When compared with the US rates from 1993–1995,2 AI/AN rates were almost double those for US children (138 vs 74 per 100 children/y). Much of this disparity occurred among infants: AI/AN infants had an almost 3-fold higher rate than US infants (318 vs 110 visits per 100 children/y). AI/AN children 1 to 4 years of age had rates 1.5 times greater than US children of the same age (107 vs 65 visits per 100 children/y). The rates for US children were similar by region, ranging from 66 per 100 children/y in the West to 78 per 100 children/y in the Midwest.
Among AI/AN children younger than 5 years, OM-associated outpatient visits represented approximately 15% of all outpatient visits. OM-associated outpatient visits accounted for 17% of all outpatient visits among US children younger than 5 years.2
Rates of OM-Associated Hospitalization
Rates of OM-associated hospitalization were significantly higher for AI/AN children than for US children throughout the study period (1994–1996 rates: 1542 vs 1021 per 100 000 children/y; Tables 2 and 3). As with OM-associated outpatient visits, much of the disparity in OM hospitalization rates was attributed to the difference among infants (1994–1996 rates: 5643 vs 2440 per 100 000 infants/y, 823 vs 665 per 100 000 1- to 4-year-olds/y). During the study period, annual rates declined significantly for all AI/AN children except for those who resided in the Alaska region (Table 2). During 1994–1996, Alaska and the Southwest regions both had higher OM-associated hospitalization rates than each of the other IHS regions. Annual rates also declined for US children, although there were disparities in the magnitude of the decline by age, race, and geographic region (Table 3). The 1994–1996 OM-associated hospitalization rates did not significantly differ by US region.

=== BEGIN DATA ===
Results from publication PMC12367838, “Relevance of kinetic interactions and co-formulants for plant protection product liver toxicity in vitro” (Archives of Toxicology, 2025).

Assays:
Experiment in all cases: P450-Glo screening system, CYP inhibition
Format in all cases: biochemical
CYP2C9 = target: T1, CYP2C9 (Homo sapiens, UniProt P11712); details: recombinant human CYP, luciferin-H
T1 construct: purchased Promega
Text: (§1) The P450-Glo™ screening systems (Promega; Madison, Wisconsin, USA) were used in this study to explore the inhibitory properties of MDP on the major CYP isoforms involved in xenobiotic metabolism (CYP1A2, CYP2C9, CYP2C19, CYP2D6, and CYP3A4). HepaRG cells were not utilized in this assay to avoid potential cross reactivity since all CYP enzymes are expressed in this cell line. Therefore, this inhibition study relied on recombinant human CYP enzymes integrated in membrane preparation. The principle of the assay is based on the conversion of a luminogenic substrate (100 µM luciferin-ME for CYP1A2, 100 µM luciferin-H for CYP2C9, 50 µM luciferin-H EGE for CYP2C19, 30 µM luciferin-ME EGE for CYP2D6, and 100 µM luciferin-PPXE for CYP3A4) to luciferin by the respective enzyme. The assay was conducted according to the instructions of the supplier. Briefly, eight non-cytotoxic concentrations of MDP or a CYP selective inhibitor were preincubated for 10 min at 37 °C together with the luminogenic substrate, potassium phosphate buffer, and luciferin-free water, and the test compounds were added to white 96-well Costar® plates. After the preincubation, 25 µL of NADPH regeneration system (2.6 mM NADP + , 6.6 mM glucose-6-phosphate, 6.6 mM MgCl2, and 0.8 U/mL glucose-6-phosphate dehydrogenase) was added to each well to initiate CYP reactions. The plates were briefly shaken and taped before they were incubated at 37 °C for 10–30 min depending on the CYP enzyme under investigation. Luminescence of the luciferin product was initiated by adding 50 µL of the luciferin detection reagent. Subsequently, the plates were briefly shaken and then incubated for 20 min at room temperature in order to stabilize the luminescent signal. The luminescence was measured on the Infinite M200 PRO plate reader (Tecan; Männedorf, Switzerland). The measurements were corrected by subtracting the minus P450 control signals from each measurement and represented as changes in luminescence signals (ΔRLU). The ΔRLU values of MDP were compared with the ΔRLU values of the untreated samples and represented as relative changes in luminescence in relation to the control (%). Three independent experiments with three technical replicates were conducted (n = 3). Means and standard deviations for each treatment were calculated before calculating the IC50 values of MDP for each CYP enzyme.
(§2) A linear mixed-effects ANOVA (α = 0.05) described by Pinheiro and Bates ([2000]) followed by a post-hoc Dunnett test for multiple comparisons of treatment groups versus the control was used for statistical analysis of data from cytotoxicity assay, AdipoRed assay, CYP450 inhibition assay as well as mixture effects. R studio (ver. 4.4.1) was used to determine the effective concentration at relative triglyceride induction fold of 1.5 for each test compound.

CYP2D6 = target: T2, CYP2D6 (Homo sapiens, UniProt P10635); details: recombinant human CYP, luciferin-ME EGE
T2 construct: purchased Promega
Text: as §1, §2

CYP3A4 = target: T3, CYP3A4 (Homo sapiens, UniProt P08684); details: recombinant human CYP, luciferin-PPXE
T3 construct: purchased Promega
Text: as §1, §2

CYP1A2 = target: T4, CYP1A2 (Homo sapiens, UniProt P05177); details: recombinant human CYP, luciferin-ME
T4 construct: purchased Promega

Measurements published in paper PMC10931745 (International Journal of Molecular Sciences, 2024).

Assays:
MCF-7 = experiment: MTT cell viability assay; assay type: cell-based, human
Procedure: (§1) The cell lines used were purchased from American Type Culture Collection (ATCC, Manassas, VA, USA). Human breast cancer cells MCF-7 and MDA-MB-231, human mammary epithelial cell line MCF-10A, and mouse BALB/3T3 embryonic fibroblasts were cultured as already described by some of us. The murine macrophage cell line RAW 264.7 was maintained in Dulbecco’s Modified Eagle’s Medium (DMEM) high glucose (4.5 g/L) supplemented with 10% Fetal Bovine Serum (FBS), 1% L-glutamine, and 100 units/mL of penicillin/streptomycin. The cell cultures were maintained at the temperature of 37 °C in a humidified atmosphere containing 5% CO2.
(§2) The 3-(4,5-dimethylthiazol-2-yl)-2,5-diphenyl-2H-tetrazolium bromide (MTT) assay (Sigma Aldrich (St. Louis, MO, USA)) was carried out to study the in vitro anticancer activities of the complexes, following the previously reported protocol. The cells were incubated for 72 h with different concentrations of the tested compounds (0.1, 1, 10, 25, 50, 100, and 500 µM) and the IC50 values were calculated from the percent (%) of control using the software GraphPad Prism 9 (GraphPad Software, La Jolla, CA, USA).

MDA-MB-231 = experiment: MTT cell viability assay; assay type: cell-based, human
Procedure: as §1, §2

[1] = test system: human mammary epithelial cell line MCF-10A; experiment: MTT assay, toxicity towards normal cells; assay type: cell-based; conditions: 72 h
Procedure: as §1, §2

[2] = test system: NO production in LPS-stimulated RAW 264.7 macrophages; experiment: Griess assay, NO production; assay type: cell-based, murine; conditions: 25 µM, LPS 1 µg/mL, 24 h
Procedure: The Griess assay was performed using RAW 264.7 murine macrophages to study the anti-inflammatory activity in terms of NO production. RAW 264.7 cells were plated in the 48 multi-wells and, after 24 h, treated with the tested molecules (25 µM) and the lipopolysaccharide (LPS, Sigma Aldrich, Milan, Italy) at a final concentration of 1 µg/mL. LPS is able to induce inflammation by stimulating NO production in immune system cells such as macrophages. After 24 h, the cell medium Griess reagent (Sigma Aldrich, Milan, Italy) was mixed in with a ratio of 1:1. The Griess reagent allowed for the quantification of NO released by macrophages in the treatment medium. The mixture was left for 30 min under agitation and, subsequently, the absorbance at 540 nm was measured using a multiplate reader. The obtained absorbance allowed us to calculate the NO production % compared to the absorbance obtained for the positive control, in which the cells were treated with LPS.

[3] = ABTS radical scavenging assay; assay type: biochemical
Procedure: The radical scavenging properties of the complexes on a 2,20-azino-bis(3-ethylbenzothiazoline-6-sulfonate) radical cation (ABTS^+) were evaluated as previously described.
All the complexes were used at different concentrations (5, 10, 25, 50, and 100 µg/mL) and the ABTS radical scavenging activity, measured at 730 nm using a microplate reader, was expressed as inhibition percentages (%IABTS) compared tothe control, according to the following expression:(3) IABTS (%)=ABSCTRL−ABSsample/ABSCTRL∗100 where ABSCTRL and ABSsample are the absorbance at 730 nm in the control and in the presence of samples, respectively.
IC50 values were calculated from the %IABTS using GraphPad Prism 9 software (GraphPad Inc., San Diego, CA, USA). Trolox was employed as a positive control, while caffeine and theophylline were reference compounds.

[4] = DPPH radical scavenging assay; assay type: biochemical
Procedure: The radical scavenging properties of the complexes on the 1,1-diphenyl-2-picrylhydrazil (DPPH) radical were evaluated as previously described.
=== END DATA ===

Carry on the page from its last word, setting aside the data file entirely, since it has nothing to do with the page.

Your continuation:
Diagnoses and Procedures Associated With OM-Associated Hospitalizations
OM was infrequently listed as the first diagnosis on OM-associated hospitalizations (15% AI/AN and 20% US), indicating that other causes were the primary reason for hospitalization and that OM was either an incidental finding or possibly a complication associated with the primary reason for hospitalization. Respiratory diagnoses (eg, acute bronchiolitis, pneumonia, asthma) as a group were the most common diagnoses that accompanied OM on discharge records (present on 47% of AI/AN OM-associated hospitalizations and 31% for US children). Respiratory medication administered by nebulizer (23%), other oxygen enrichment (18%), and lumbar puncture (11%), were common procedures performed among AI/AN infants, suggesting that concern for sepsis, meningitis, or lower respiratory tract disease were the principle reasons for admission. Lumbar puncture was listed on 13% of OM-associated hospitalizations for US infants. For children 1 to 4 years of age, myringotomy with insertion of tube was listed on 10% of OM-associated hospitalizations for AI/AN children and 16% for US children.
Seasonal Patterns in OM-Associated Illnesses
For AI/AN children, outpatient visits associated with OM peaked in January, whereas hospitalizations peaked in February (Fig 1). Approximately 45% of OM-associated outpatient visits and 50% of OM-associated hospitalizations occurred during December through March. The seasonal pattern was similar for infants and for children 1 to 4 years of age.
We found that AI/AN children experienced greater OM morbidity than did the general US population of children younger than 5 years when we examined both outpatient and inpatient visit rates. The increased OM-associated morbidity among AI/AN children is consistent with that found in previous studies.15,17,18 In this study, the rate for outpatient OM-associated visits among AI/AN children was twice that of US children. The disparity was greatest among infants, among whom the outpatient visit rate for AI/AN infants was 3 times as high as for US infants. AI/AN children also had greater rates of OM-associated hospitalizations than US children. As seen for outpatient visits, the difference was greatest between AI/AN and US infants. These findings are consistent with those of earlier studies that have described AI/AN′s higher overall infectious disease hospitalization rates24,31 and higher rates for specific infectious diseases such as gastroenteritis,32 bronchiolitis,33 and pneumonia.17